These ancient forests, growing since the melting of the great glaciers, are representative of my mother’s Métis family; the formal gardens remind me of my beloved British grandmother. In my very soul, these worlds are side-by-side; in this physical space, each enhances the other. And the joined worldviews create an extraordinary setting for Leo Mol’s work, an internationally acclaimed artist who came seeking refuge from Ukraine, a country still fraught with war. His art delights at every visit, and he bequeathed his lifework to this city that welcomed him as it continues to welcome others.

The city lived up to the promise I first saw as a child, a kind of beacon, like a light suspended from the sky in the distance. And the crucible in which this alchemy was performed, was through art that included and transcended words. As my Elder colleague Wii Bistaii eloquently stated: Everything in the world is threaded together.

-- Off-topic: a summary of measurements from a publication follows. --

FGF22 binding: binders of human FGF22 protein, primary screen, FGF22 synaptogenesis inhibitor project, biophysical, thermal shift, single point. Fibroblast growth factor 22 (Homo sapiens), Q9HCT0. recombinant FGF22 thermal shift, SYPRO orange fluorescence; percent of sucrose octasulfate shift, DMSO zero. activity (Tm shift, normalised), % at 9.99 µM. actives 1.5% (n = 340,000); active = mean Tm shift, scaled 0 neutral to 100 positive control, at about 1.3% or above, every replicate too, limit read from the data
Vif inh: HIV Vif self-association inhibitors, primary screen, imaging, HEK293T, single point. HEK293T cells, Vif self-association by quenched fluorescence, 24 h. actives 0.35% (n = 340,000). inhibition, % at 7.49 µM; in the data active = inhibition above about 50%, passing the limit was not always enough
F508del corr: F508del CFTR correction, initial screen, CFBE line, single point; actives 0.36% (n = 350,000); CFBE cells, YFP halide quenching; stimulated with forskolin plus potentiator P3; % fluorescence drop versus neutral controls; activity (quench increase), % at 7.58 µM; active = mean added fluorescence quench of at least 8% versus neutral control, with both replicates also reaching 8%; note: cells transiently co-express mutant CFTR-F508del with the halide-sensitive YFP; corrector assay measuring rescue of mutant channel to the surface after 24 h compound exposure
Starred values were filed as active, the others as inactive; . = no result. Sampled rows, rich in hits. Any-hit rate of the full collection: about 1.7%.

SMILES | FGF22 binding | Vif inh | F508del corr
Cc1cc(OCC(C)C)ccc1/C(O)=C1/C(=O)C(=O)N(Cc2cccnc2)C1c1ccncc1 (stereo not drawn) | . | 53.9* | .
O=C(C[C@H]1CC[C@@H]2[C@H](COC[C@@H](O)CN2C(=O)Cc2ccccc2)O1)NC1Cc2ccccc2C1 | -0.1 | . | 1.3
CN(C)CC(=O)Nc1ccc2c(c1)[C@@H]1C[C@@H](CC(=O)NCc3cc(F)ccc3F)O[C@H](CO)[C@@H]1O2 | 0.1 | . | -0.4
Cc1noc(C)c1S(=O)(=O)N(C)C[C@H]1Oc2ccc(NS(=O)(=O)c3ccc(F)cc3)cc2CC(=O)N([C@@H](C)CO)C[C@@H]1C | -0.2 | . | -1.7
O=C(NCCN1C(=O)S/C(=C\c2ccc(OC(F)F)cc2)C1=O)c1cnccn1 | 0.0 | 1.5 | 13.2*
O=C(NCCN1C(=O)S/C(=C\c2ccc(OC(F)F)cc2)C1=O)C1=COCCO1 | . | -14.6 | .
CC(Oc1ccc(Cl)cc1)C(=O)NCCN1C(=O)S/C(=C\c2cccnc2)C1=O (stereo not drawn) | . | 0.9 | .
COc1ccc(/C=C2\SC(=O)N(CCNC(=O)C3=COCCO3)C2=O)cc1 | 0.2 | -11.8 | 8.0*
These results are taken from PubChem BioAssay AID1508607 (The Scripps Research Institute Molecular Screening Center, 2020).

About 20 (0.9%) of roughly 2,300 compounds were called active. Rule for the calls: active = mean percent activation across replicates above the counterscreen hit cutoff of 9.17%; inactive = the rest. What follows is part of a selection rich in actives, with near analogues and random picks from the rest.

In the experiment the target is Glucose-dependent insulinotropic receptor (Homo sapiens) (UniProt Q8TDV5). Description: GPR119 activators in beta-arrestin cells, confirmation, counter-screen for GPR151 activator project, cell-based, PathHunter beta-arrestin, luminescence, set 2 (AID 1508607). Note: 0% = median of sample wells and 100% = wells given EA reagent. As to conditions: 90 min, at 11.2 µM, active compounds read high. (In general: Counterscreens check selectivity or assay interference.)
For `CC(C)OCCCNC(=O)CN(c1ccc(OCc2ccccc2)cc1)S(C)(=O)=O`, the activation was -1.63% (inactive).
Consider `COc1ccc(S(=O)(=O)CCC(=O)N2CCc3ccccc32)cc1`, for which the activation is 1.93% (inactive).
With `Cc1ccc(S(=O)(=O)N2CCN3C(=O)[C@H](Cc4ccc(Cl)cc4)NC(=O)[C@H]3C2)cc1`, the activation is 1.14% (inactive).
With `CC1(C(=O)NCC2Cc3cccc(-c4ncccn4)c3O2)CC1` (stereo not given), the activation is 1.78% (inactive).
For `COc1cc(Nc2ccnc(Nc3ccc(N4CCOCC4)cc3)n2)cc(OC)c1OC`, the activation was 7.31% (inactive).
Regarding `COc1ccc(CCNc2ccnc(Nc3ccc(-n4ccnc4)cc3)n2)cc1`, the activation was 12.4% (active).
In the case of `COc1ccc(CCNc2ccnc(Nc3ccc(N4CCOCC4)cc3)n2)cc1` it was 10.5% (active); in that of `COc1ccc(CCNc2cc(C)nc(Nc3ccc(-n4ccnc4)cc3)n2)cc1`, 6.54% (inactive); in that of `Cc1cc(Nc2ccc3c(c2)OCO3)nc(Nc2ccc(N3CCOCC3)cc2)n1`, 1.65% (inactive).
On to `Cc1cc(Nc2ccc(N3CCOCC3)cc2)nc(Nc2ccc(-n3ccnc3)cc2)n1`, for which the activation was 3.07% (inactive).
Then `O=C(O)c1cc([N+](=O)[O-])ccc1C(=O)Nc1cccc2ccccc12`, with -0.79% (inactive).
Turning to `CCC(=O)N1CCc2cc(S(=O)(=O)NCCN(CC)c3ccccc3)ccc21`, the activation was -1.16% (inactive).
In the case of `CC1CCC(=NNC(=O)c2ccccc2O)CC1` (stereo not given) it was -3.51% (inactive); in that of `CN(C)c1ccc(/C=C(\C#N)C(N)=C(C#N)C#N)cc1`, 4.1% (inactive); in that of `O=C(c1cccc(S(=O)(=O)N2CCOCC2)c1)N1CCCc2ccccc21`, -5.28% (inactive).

Joyce Clouston PhD is a writer and social worker who has authored, edited and co-edited six books in consultation with Indigenous colleagues, as well as numerous articles and resources on self-esteem, spiritual traditions, and strengthening families. She is passionately committed to inclusive care of children and promoting cross-cultural understanding. Her current work-in-progress My Sister/Myself affirms the gifts of her differently abled sister.

A collaborative work with her daughter, composer Karen Sunabacka, based on a Cree Creation Legend is to be premiered in 2023-2024 at the University of Manitoba Desautels Faculty of Music. She continues to research the Cree roots of the little-known history of the English Métis near Selkirk, a community rich in stories, music, and play.